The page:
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Special education - Fair play

Making sure the playing field is level for all special needs pupils is a challenge, says Meabh Ritchie

Parents' top priority in terms of schooling is for their child to develop self-confidence, a poll shows

Accommodating pupils with a range of special needs at the same time is one of the major challenges faced by SEN schools. Everyday teaching tasks or getting the environment right for play become much more demanding when pupils have varying degrees of learning and physical abilities.

Highfield School was the first in its area to achieve specialist status and now caters for 150 pupils from Wakefield, Leeds and Dewsbury areas. It takes pupils with moderate and severe learning difficulties, autistic spectrum conditions, emotional, social and behavioural difficulties, sensory impairments and physical disabilities and often combinations of these conditions.

So how has the school managed to come up with an environment that enables children with such varying levels of specialist needs to play together?

"Differentiation is vital and each child's needs are specifically identified," says Ann Shepherd, assistant headteacher. "But we also ensure that pupils have similar opportunities and participate in the same activities. If they feel fully included and they can participate in all aspects of the school, they feel much happier."

A wildlife conservation area near the school has been developed to accomodate children who are fully sighted, and partially and completely visually impaired. Pupils helped to cultivate a woodland trail and maintain the garden, which is also used by other members of the community. Two of the pupils achieved joint third place in the national Blind Gardener of the Year competition in 2008. Liam, who is partially sighted and has severe epilepsy, and Cory, who is blind and has attention deficit disorder, worked with their classmates on beds of plants and shrubs.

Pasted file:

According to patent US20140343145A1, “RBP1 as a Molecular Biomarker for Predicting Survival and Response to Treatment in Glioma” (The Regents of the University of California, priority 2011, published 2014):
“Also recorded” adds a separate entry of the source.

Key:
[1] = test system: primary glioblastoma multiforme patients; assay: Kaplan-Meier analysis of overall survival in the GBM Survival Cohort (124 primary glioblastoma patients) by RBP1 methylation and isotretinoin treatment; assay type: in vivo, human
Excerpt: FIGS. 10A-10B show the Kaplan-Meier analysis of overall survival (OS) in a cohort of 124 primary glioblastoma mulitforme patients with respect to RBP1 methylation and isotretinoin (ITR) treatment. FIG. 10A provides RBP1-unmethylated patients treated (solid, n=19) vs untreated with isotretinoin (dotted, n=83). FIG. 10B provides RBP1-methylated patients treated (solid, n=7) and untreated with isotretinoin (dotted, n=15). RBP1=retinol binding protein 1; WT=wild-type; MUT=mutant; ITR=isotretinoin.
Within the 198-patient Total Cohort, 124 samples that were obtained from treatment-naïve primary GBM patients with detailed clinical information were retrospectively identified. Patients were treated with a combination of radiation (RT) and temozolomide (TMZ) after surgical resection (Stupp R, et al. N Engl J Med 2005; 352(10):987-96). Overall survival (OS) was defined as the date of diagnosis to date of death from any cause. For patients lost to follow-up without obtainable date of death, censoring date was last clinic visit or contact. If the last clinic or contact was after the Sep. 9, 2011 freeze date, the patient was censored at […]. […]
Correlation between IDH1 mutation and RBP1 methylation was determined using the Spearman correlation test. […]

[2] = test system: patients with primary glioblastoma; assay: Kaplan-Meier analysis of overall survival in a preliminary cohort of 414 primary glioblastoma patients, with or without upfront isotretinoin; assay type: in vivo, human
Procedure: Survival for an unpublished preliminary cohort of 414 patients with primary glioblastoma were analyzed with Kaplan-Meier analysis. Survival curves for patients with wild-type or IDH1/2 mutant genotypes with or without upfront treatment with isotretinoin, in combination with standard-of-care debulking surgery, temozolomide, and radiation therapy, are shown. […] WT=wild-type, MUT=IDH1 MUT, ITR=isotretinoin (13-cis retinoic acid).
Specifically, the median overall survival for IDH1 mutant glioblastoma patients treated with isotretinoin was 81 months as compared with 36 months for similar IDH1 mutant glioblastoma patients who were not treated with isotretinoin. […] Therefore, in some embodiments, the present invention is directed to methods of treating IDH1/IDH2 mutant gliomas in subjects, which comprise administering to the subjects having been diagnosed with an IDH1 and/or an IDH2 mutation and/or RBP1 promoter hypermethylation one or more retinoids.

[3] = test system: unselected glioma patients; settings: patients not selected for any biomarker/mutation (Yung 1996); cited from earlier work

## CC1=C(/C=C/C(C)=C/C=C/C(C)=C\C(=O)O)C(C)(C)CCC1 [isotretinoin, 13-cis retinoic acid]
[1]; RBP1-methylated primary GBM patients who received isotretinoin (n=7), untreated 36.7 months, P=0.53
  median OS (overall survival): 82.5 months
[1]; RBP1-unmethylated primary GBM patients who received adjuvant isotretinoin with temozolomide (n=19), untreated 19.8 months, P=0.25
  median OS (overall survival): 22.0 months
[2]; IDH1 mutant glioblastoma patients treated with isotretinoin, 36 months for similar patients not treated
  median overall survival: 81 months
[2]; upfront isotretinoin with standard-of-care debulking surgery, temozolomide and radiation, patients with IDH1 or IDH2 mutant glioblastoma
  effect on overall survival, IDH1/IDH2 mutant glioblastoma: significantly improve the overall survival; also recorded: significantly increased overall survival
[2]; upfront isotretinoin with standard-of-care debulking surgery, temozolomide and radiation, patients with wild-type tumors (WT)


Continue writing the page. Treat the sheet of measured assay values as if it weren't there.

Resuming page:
Encouraging play and social interaction between children with varying degrees of special needs is beneficial but can be a challenge. Dave Brady, design director of Sutcliffe Play, which designed and built the play equipment, became a governor of the school to better understand its needs. The final result is a playground that all the children can enjoy that also provides support for less able-bodied pupils.

"The children absolutely adore the swings and climbing frame," says Ann, "and the equipment enables them to be independent, developing their confidence. It simulates physical balance and weight shifting. In some of the games they have to support each other and this makes the pupils think of others rather than just themselves."

Alan Spalding, head of Highfield, believes the playground is vital for the pupils. "Our senses are important; they tell us about our surroundings and they influence our reactions. In time they mould our personality," he says. "We wished to stimulate our pupils' senses and develop their individual gross and fine motor skills - and have fun." The playground is also used for lesson activities in subjects such as science, maths and personal and social development.

Ann recognises that preparing pupils for life after school is one of the most pressing requirements for SEN schools. "For a lot of pupils, the transition is hard," she says. "But the support they get here from staff, partner agencies and governing bodies is amazing. (The opportunities) help make the children feel important, give them ownership and fundamentally build confidence, all of which prepares them for living in their community."


- Include multi-sensory environments. Highfield School's garden has a variety of smells and textures.

- Identify each child's needs and make sure they are met.

- Change activities to revive pupils' interest as well as teachers'.

- Involve the wider community and other schools.

- Make lessons cross-curricular.

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